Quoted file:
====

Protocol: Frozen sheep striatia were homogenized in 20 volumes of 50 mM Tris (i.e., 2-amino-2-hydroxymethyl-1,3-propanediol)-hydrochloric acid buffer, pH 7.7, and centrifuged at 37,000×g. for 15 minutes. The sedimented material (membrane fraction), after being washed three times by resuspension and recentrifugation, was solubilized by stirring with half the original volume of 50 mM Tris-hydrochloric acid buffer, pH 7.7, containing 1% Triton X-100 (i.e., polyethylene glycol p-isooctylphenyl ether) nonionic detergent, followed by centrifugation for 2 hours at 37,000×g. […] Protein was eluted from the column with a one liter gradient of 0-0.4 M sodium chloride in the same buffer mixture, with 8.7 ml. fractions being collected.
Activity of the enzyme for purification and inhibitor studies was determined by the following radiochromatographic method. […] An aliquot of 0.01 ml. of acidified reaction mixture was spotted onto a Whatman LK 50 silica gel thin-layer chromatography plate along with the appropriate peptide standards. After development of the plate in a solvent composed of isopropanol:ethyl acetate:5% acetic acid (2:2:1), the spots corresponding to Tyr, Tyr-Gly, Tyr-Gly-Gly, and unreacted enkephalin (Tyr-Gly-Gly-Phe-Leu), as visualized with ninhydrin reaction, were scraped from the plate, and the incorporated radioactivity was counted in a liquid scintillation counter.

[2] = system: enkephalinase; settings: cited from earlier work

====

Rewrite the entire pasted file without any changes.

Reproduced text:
Protocol: Frozen sheep striatia were homogenized in 20 volumes of 50 mM Tris (i.e., 2-amino-2-hydroxymethyl-1,3-propanediol)-hydrochloric acid buffer, pH 7.7, and centrifuged at 37,000×g. for 15 minutes. The sedimented material (membrane fraction), after being washed three times by resuspension and recentrifugation, was solubilized by stirring with half the original volume of 50 mM Tris-hydrochloric acid buffer, pH 7.7, containing 1% Triton X-100 (i.e., polyethylene glycol p-isooctylphenyl ether) nonionic detergent, followed by centrifugation for 2 hours at 37,000×g. […] Protein was eluted from the column with a one liter gradient of 0-0.4 M sodium chloride in the same buffer mixture, with 8.7 ml. fractions being collected.
Activity of the enzyme for purification and inhibitor studies was determined by the following radiochromatographic method. […] An aliquot of 0.01 ml. of acidified reaction mixture was spotted onto a Whatman LK 50 silica gel thin-layer chromatography plate along with the appropriate peptide standards. After development of the plate in a solvent composed of isopropanol:ethyl acetate:5% acetic acid (2:2:1), the spots corresponding to Tyr, Tyr-Gly, Tyr-Gly-Gly, and unreacted enkephalin (Tyr-Gly-Gly-Phe-Leu), as visualized with ninhydrin reaction, were scraped from the plate, and the incorporated radioactivity was counted in a liquid scintillation counter.

[2] = system: enkephalinase; settings: cited from earlier work